So far, the UK consumer has contributed little, if anything, to economic growth. Looking at the first quarter to February, sales are up by a modest 0.7%, quite the step down from the 1.1% growth in posted in the three months to January. Of course, figures at the end of the year are always skewed by the Christmas shopping bonanza. As of next month, when December drops out of the calculation (there was a eggnog-swilling, festive 0.7% rise that month), any growth will be marginal indeed.
Consumers, squeezed by high debt, falling pay and fears over job security, have tightened their belts after the Christmas splurge and New Year sales mini-spree. And it’s no secret why, with unemployment at a 17-year high – 2.7m out of work – and ‘real’ pay down by 2.0% (despite the illusory relief of falling inflation).
But amidst all this retail woe, there are a few niches that are seeing an upturn. Internet retailers are still making a decent living, with 10.7% of all sales now made online. Non-store retailing, which includes e-commerce and market stalls, is broadly up, with sales values increasing by 8.6% and sales volumes by 9.2%.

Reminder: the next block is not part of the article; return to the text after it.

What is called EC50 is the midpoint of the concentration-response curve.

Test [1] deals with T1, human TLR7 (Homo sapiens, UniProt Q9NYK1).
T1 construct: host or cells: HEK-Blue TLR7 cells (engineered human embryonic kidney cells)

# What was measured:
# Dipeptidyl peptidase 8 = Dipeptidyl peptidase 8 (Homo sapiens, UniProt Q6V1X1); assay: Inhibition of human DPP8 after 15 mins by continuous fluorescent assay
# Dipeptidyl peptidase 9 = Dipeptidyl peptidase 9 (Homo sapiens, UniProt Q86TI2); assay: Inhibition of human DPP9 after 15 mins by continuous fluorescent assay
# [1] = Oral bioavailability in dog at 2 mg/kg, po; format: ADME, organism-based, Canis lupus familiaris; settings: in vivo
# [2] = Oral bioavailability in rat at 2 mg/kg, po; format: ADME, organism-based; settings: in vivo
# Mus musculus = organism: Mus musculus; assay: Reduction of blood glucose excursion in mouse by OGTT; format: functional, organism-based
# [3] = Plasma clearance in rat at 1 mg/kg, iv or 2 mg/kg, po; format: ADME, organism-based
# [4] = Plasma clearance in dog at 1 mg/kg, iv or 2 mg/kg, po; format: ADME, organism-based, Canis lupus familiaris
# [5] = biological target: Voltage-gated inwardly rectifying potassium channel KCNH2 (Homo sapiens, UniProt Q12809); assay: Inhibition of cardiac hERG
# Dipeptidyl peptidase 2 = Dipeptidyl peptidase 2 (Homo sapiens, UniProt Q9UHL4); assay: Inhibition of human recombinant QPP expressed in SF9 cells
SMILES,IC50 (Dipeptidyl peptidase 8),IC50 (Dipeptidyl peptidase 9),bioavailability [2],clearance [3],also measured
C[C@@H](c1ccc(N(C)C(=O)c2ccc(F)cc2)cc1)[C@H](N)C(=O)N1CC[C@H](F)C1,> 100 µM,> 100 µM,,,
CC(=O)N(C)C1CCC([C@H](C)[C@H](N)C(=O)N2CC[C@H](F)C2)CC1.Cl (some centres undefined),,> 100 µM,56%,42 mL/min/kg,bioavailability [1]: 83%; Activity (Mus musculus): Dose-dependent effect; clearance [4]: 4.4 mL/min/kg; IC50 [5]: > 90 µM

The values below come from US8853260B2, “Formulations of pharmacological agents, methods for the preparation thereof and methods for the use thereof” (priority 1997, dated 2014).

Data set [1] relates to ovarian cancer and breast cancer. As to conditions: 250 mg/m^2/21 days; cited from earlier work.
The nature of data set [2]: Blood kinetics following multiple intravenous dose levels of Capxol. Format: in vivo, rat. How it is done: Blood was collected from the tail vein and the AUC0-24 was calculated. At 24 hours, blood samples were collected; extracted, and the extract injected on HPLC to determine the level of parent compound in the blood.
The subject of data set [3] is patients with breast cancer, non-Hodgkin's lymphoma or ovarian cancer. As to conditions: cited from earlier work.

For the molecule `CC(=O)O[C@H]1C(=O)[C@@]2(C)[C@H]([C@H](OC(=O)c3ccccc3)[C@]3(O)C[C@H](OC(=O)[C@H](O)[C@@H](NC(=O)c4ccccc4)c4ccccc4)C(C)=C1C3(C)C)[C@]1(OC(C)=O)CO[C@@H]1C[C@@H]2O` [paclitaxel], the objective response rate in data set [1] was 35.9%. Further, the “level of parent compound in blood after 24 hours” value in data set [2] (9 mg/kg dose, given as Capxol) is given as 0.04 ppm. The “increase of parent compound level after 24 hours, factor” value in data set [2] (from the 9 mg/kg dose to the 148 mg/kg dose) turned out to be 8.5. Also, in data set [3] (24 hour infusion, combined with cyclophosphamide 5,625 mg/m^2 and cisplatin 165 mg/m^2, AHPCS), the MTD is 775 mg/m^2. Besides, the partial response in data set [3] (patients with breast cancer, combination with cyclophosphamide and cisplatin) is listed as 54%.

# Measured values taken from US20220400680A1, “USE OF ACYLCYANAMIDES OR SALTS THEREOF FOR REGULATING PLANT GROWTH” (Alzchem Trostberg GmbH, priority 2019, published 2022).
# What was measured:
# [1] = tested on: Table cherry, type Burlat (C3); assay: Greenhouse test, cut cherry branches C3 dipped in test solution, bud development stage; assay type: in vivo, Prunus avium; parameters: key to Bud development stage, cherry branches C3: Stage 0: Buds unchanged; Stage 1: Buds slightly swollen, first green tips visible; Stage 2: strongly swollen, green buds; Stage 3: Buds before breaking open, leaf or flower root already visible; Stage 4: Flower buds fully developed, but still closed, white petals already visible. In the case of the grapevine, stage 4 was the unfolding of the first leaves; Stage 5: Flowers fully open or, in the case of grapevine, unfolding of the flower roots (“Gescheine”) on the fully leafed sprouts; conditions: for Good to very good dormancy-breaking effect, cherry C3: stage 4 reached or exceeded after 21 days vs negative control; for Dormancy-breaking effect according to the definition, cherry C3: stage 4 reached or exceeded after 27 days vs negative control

Of course, high street players cannot hope to compete with the discounting power of the online pack. Margins are just too high. And the biggest sales falls were seen in clothing and footwear, where sales volumes have slumped by 0.4%. Sales in food stores are also down: 0.1% lower than January. Compared to February last year, however, there’s been a slight 1% uplift in the sector.
Overall sales volumes for the year have also seen a tiny lift, at 1% higher than in February 2011. And retail sales values (the amount actually spent on items) grew by 3.2 per cent between February 2011 and February 2012.
Nevertheless, the number crunchers over at the Office for Budget Responsibility will no doubt be wringing their hands at these figures. Having just revised up its 2012 forecast for household spending to 0.5% from its November forecast of 0.1%, it could well end up with egg on its face. Again.